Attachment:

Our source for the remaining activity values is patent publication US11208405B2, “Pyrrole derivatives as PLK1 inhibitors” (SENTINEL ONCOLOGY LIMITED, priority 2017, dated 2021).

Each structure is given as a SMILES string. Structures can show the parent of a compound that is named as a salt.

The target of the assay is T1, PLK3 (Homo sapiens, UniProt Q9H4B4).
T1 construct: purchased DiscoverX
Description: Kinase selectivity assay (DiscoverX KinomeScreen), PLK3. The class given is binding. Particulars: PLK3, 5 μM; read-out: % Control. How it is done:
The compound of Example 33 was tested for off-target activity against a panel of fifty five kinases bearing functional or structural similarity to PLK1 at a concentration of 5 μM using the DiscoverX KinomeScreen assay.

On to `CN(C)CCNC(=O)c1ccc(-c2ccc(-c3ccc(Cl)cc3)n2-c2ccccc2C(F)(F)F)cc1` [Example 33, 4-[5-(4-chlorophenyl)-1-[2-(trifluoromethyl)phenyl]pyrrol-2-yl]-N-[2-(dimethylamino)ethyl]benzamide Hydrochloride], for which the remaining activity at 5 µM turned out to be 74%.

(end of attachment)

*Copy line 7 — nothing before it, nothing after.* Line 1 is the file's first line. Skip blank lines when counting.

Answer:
On to `CN(C)CCNC(=O)c1ccc(-c2ccc(-c3ccc(Cl)cc3)n2-c2ccccc2C(F)(F)F)cc1` [Example 33, 4-[5-(4-chlorophenyl)-1-[2-(trifluoromethyl)phenyl]pyrrol-2-yl]-N-[2-(dimethylamino)ethyl]benzamide Hydrochloride], for which the remaining activity at 5 µM turned out to be 74%.